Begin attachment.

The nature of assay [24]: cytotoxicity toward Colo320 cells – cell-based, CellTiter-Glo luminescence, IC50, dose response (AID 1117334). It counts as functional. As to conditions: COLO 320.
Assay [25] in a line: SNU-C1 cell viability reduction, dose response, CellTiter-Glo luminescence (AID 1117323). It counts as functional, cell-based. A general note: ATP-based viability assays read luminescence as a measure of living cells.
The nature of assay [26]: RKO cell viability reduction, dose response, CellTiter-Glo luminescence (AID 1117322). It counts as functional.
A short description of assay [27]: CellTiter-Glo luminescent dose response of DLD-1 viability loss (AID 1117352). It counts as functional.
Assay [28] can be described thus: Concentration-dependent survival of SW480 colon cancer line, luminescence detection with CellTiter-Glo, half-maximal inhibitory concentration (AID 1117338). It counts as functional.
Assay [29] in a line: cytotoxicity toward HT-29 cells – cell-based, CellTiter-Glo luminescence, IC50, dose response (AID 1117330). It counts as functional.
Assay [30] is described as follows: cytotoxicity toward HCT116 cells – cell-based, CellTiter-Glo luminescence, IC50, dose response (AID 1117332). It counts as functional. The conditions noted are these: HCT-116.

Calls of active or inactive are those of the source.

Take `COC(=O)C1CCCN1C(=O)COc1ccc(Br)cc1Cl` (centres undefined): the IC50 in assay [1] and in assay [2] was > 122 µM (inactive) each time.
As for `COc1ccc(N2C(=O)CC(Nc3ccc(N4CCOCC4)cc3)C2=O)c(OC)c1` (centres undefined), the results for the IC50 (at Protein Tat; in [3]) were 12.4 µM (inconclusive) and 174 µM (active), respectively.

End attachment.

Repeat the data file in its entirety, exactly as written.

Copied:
The nature of assay [24]: cytotoxicity toward Colo320 cells – cell-based, CellTiter-Glo luminescence, IC50, dose response (AID 1117334). It counts as functional. As to conditions: COLO 320.
Assay [25] in a line: SNU-C1 cell viability reduction, dose response, CellTiter-Glo luminescence (AID 1117323). It counts as functional, cell-based. A general note: ATP-based viability assays read luminescence as a measure of living cells.
The nature of assay [26]: RKO cell viability reduction, dose response, CellTiter-Glo luminescence (AID 1117322). It counts as functional.
A short description of assay [27]: CellTiter-Glo luminescent dose response of DLD-1 viability loss (AID 1117352). It counts as functional.
Assay [28] can be described thus: Concentration-dependent survival of SW480 colon cancer line, luminescence detection with CellTiter-Glo, half-maximal inhibitory concentration (AID 1117338). It counts as functional.
Assay [29] in a line: cytotoxicity toward HT-29 cells – cell-based, CellTiter-Glo luminescence, IC50, dose response (AID 1117330). It counts as functional.
Assay [30] is described as follows: cytotoxicity toward HCT116 cells – cell-based, CellTiter-Glo luminescence, IC50, dose response (AID 1117332). It counts as functional. The conditions noted are these: HCT-116.

Calls of active or inactive are those of the source.

Take `COC(=O)C1CCCN1C(=O)COc1ccc(Br)cc1Cl` (centres undefined): the IC50 in assay [1] and in assay [2] was > 122 µM (inactive) each time.
As for `COc1ccc(N2C(=O)CC(Nc3ccc(N4CCOCC4)cc3)C2=O)c(OC)c1` (centres undefined), the results for the IC50 (at Protein Tat; in [3]) were 12.4 µM (inconclusive) and 174 µM (active), respectively.